Skin inflammation: Causes, symptoms, diagnosis, and treatment
How often does your skin experience a rash or reddening? These are all common signs of skin inflammation, and most of us have experienced them at one time or another. Many factors can cause skin inflammation.
Skin inflammation can be caused by your immune system responding to an infection, malfunction, or allergic reaction. This article will cover all aspects of skin inflammation, including signs, symptoms, diagnosis and possible treatments. Continue reading!
What is Skin Inflammation?
Dermatitis is also known for skin inflammation. This is usually a sign that the body’s immune defence system is fighting foreign invaders. Inflamed skin can be inflamed from either an external or internal cause.
Skin inflammation can be reddening skin, rashes and breakouts such as blisters or abscesses. Some cases are mild and only cause pimples or blisters. In others, the skin may quickly become reddened and hot. In some cases, there may be cracks or bleeding.
There are two main types of skin inflammation:
- Acute skin inflammation: This can last up to six weeks and can be caused by sunburns, skin irritations, or allergic reactions.
- Chronic skin inflammation: Chronic inflammation can persist for up to six weeks and sometimes may last for years. It is often associated with eczema or psoriasis, common skin conditions that can cause flare-ups and don’t usually resolve quickly.
We will now discuss the causes of skin inflammation.
What Causes Skin Inflammation?
Multiple factors can cause skin inflammation.
Dysfunctional Immune Systems
Any immune system dysfunction can lead to your immunity cells mistakenly attacking the body’s healthy cells. Psoriasis, a condition where the immune system is overreactive, can lead to skin lesions that are red and patchy.
In certain cases, skin inflammation and chronic inflammatory skin conditions can also be caused by an imbalanced microbiome.
Other causes of skin inflammation include viral, bacterial, and fungal infections ( 1). The most common infections are
- Bacterial skin infections: Cellulitis, staph infections
- Viral skin infections: Herpes Simplex and Warts
- Fungal infections: Ringworm and athlete’s foot
These are just a few of the many skin conditions linked to yeast in oily skin.
An allergic reaction is when the immune system reacts too strongly to foreign substances and sends cells attacking the invader. Some foods and medications can trigger allergic reactions that cause skin reddening, itching, and inflammation. Contact dermatitis can cause irritation and rashes if your skin comes in contact with poison ivy, poison Oak, perfumes, skin care products or strong chemicals.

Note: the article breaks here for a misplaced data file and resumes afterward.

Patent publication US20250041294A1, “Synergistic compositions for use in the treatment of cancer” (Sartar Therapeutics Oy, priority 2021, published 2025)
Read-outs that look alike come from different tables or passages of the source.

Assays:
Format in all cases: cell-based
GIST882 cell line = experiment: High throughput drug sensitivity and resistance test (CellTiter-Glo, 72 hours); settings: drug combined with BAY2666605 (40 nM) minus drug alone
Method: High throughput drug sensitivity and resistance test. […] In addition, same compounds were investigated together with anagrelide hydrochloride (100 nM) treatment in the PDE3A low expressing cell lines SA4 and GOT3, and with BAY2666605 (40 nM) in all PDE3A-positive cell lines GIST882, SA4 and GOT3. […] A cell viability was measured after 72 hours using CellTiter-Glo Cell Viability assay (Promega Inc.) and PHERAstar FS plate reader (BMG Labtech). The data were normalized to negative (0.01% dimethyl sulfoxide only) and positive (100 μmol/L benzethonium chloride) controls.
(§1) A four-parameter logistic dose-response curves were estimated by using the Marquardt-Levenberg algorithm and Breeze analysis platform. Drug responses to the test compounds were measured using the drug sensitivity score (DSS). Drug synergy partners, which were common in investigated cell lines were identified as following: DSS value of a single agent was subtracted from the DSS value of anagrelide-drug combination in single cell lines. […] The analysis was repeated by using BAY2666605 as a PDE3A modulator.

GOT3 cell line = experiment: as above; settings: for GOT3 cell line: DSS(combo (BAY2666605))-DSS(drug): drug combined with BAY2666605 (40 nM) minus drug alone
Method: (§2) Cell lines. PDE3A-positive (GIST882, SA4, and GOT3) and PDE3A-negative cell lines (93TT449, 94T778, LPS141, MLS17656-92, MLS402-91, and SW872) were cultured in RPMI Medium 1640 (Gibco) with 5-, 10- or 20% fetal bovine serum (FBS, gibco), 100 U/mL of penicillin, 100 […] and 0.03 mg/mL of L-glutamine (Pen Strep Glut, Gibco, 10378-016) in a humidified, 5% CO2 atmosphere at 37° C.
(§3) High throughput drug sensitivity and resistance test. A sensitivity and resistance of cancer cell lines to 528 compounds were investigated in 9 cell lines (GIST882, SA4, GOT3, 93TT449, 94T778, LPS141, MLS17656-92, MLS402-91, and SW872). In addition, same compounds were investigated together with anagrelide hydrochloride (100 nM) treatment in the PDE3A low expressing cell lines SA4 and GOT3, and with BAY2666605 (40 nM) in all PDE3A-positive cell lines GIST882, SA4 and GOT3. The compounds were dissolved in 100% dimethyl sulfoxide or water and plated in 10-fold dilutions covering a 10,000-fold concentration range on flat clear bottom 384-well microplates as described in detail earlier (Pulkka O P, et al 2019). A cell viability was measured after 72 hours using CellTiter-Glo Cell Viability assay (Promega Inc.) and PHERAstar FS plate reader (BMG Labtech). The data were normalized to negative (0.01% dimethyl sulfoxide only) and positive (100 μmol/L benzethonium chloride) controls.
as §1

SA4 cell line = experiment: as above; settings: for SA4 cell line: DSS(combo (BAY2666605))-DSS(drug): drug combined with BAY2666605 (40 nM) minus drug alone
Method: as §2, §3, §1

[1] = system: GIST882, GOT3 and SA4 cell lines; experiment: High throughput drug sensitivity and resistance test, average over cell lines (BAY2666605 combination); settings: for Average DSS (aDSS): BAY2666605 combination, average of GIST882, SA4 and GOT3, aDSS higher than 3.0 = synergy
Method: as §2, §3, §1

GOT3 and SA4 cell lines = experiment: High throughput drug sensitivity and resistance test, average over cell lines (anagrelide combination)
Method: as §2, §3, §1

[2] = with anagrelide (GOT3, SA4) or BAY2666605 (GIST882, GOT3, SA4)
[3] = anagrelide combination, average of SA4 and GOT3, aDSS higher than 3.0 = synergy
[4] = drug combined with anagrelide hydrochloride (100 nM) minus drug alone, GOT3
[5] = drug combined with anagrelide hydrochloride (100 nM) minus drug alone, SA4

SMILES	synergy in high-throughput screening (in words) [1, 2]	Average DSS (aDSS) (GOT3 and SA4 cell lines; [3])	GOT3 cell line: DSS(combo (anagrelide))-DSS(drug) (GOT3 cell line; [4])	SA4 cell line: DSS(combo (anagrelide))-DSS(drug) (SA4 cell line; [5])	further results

Skin inflammation can also be caused by an allergic reaction to certain foods, such as seafood and medicines. People with celiac disease, for example, may ingest gluten-containing foods like wheat. This can lead to skin inflammation known as dermatitis mypetiformis.
Photosensitivity is a severe sensitivity to sunlight which can trigger an immune response. Photosensitive reactions can usually be caused by prolonged sunlight exposure and certain medications, such as antibiotics or diuretics.
Sunlight can also cause skin irritation, particularly for people with lupus or other autoimmune diseases. Even with minimal exposure to UV radiation, photosensitive skin can become reddened, burnt, and inflamed.
Injury or Wound
Redness and swelling can be caused by any injury, including cuts, burns, and surgical wounds. The immune system then sends an inflammatory response to heal damaged tissues.
Dermatitis and skin inflammation can be caused by genetics. There are higher chances that someone in your family has the same condition as you.
Exposure to Chemicals
Some types of skin inflammation, such as irritant contact dermatitis, can be caused by chemicals and other irritants. Exposure to toothpaste or fluoride in water can cause perioral dermatitis, which is a condition that causes skin inflammation.
Your immune system can be affected by various environmental factors that could cause your skin’s protective barrier to become less resilient. This can make your skin drier, which can lead to dermatitis.
Certain air pollutants and tobacco smoke are two possible environmental factors. Possible culprits include fragrances in cosmetics, soap, and skin products.